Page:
Unless you do something often enough that it becomes second nature, there are two ways to remember things- rote memorization and understanding.  Rote memorization is faster to pull from the ol' filing cabinet in the brain, but it'll also fail you more often, especially when you're counting on it not to.  Foolishly, my brain jumped right to it as I began the map and compass portion of the test.  I first had to pull a true and magnetic bearing from the outlet of Gardner to the inlet of Fifth Pelletier.  The true bearing was simple.  Then I started shaking- do I subtract the declination from the true bearing to get the magnetic, or from the magnetic to get to the true??

I was sweating bullets.  I had no idea where the line was drawn between fumbling because of nerves and fumbling because of incompetence.  I had to avoid that line.  Think, think, think.

My mind went blank, blank, blank.  Numbers, options, and basic high school geometry jumbled in my head like cars on the DC Beltway.  I couldn't get away from the rote memorization to the understanding!


On the Gardner quadrangle topo map, the declination is 18 degrees west; that means that a magnetic bearing of 360 (or zero) degrees equates to a true bearing of 342.  Hence, to get from true to magnetic, you add the declination.  I can't believe how long it took me to get back to that simple knowledge in a high-pressure situation.  I'm still shaking a little because of it.

Comparatively, the lost person scenario went very well.  (In fact, I think I can say that the lost person scenario went pretty well in general.)  My lost person had accidentally taken a spur off of a decent approximation of the Ridge Loop trail and then sprained her ankle when she got down to the small pondlet between Galilee and Gardner.

On my wildlife and pfd identification exam, I missed the lake trout and almost called a bobcat a lynx, but otherwise, it was uneventful.  I was amused to see that one of the "what type of pfd is this" flash cards showed the pfd's label- including the fact that it was a Type II (in small print).  Always the honest one, I pointed it out to them.  Sorry, future test-takers!

I do need to hone up on water rescues- I just don't deal with them a lot. I guess I'll be heading out into the pond this summer to flip some canoes over! That used to be a fun pastime when we were kids, and I bet it's still fun now that I'm an adult.

When everything came out in the wash, I passed the oral exam, nerves and all.  My examiners were very kind and said that they would both be comfortable with me guiding their families, which I take as a high compliment.

I wasn't done, though.  I went back out to the front desk, where Marianne told me that I'd passed the recreational portion of the written exam.  That was pretty darn exciting- no matter what happened with the fishing portion of the exam, I was licensed.  I sat back down and hammered out the remainder of the fishing exam.  I'll admit that I didn't do nearly as well on the fishing written exam as I would have liked, but I guess it wasn't too bad for a spur-of-the-moment situation.  I passed that as well, and I left IF&W with my two-category license and my spiffy patch.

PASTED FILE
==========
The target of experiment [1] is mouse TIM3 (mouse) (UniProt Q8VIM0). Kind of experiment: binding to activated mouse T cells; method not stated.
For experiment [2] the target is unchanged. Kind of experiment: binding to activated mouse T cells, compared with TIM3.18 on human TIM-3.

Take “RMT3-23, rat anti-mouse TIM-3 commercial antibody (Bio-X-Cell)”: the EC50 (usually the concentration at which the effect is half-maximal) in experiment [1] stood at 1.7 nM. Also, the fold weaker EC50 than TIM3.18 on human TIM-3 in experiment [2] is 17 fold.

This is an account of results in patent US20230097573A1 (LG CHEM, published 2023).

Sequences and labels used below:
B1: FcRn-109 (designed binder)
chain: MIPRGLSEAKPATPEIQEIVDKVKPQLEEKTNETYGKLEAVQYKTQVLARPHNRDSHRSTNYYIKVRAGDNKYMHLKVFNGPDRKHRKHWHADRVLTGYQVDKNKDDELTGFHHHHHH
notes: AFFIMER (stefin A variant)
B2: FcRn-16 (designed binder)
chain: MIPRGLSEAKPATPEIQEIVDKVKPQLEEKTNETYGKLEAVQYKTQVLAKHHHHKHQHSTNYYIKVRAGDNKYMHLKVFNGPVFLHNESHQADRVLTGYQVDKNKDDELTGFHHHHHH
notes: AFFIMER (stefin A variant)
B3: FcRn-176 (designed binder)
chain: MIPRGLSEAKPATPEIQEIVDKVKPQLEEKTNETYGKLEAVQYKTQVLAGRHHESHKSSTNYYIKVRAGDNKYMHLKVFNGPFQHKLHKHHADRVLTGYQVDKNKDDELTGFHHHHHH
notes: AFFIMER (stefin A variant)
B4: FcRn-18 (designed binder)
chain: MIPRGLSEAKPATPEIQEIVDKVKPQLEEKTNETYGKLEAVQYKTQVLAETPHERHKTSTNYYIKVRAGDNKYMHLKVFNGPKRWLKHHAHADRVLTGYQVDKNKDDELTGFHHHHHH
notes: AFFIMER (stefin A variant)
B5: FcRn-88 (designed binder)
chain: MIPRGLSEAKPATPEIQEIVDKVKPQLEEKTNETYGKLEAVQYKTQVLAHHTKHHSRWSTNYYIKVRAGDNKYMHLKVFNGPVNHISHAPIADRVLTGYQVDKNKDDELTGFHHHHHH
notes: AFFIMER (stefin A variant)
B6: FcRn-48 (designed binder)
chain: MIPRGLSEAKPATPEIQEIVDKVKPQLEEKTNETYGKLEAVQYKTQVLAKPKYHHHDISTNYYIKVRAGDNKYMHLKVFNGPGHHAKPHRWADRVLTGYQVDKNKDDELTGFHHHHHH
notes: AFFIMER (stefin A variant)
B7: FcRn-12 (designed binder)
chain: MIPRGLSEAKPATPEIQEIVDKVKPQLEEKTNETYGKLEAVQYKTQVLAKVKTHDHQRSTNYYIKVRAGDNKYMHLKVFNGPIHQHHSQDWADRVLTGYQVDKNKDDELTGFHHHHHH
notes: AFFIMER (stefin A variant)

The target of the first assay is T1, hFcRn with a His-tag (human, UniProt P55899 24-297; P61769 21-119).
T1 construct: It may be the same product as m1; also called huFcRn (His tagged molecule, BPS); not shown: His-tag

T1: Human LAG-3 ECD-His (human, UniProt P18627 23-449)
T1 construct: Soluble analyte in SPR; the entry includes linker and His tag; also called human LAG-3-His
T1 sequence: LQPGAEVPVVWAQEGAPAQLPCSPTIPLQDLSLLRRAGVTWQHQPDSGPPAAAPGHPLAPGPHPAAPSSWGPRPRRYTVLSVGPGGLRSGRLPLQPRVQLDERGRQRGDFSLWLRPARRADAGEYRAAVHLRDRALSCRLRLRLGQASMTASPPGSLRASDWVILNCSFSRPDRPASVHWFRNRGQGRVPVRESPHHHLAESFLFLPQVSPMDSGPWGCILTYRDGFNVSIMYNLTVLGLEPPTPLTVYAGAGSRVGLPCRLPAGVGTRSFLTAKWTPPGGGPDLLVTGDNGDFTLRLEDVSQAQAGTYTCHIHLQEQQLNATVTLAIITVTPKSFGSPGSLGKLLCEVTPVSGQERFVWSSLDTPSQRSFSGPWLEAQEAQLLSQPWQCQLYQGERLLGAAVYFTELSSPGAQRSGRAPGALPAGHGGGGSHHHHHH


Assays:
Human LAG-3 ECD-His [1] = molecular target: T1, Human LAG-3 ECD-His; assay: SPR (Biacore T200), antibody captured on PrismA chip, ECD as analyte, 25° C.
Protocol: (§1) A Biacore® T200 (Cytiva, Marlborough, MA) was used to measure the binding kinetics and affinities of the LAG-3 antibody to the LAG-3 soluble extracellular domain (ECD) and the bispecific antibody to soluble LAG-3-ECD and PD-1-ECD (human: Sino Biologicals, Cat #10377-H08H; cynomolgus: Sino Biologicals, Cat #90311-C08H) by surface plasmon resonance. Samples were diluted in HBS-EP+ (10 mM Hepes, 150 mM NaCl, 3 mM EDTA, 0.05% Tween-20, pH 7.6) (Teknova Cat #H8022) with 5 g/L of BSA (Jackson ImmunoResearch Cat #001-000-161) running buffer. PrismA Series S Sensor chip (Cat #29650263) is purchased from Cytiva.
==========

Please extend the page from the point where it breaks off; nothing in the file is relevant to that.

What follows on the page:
Today was another good day.  Thanks a million to all of the guides who took the time to chat about the test with me!  I couldn't have done it without you guys.

Wednesday, July 20, 2011


It was a slow morning here at Red River, which gave me the chance to get out on the water to take some pictures before the weather turned a little stormy.  Although Great Blue Herons are plentiful in Virginia, even near DC (my alter ego is working on one project that boasts a 41-nest rookery), they're a pretty rare sight up here.  We're treated to it only a few times each summer, so I was pretty excited when I saw one fly across the pond.

I hopped in a canoe and stayed as far away from him as I could while getting close enough for my telephoto to see him.  He was crouched in the sheep laurel, unmoving, for at least five minutes.  Then he struck and came up with this:

Yum- trout for breakfast.  From where I sat, it looked like a not-too-shabby 8 inches or so.  He seemed pretty happy with it, too.

Unfortunately, I had my camera on automatic for the first several minutes I was watching him, so while the background foliage came out beautifully, he was terribly washed out.  I had to play with the light levels in Photoshop to bring his color out a little better.